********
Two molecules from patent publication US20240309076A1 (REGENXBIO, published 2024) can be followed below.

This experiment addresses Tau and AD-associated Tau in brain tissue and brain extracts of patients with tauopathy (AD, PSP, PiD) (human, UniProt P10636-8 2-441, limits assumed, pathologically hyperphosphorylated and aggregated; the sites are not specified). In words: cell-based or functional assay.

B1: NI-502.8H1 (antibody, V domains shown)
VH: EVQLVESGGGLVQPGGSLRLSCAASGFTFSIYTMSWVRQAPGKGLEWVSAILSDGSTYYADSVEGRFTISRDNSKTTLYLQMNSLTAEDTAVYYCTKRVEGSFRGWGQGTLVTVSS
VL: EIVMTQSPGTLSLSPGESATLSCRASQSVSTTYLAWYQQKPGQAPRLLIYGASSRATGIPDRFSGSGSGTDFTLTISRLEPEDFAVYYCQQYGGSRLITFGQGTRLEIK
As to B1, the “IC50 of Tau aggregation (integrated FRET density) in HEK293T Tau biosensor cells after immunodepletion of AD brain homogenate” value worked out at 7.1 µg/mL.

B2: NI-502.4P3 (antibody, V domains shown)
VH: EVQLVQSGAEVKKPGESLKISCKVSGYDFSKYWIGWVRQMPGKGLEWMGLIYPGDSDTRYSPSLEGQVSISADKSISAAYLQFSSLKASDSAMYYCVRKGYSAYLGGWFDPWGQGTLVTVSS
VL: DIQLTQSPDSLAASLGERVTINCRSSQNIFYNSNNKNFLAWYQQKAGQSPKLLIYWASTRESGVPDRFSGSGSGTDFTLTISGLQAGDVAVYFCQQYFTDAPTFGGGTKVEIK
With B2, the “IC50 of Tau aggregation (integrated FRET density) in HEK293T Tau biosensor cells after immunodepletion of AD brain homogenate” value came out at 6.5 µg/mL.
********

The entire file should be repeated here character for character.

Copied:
Two molecules from patent publication US20240309076A1 (REGENXBIO, published 2024) can be followed below.

This experiment addresses Tau and AD-associated Tau in brain tissue and brain extracts of patients with tauopathy (AD, PSP, PiD) (human, UniProt P10636-8 2-441, limits assumed, pathologically hyperphosphorylated and aggregated; the sites are not specified). In words: cell-based or functional assay.

B1: NI-502.8H1 (antibody, V domains shown)
VH: EVQLVESGGGLVQPGGSLRLSCAASGFTFSIYTMSWVRQAPGKGLEWVSAILSDGSTYYADSVEGRFTISRDNSKTTLYLQMNSLTAEDTAVYYCTKRVEGSFRGWGQGTLVTVSS
VL: EIVMTQSPGTLSLSPGESATLSCRASQSVSTTYLAWYQQKPGQAPRLLIYGASSRATGIPDRFSGSGSGTDFTLTISRLEPEDFAVYYCQQYGGSRLITFGQGTRLEIK
As to B1, the “IC50 of Tau aggregation (integrated FRET density) in HEK293T Tau biosensor cells after immunodepletion of AD brain homogenate” value worked out at 7.1 µg/mL.

B2: NI-502.4P3 (antibody, V domains shown)
VH: EVQLVQSGAEVKKPGESLKISCKVSGYDFSKYWIGWVRQMPGKGLEWMGLIYPGDSDTRYSPSLEGQVSISADKSISAAYLQFSSLKASDSAMYYCVRKGYSAYLGGWFDPWGQGTLVTVSS
VL: DIQLTQSPDSLAASLGERVTINCRSSQNIFYNSNNKNFLAWYQQKAGQSPKLLIYWASTRESGVPDRFSGSGSGTDFTLTISGLQAGDVAVYFCQQYFTDAPTFGGGTKVEIK
With B2, the “IC50 of Tau aggregation (integrated FRET density) in HEK293T Tau biosensor cells after immunodepletion of AD brain homogenate” value came out at 6.5 µg/mL.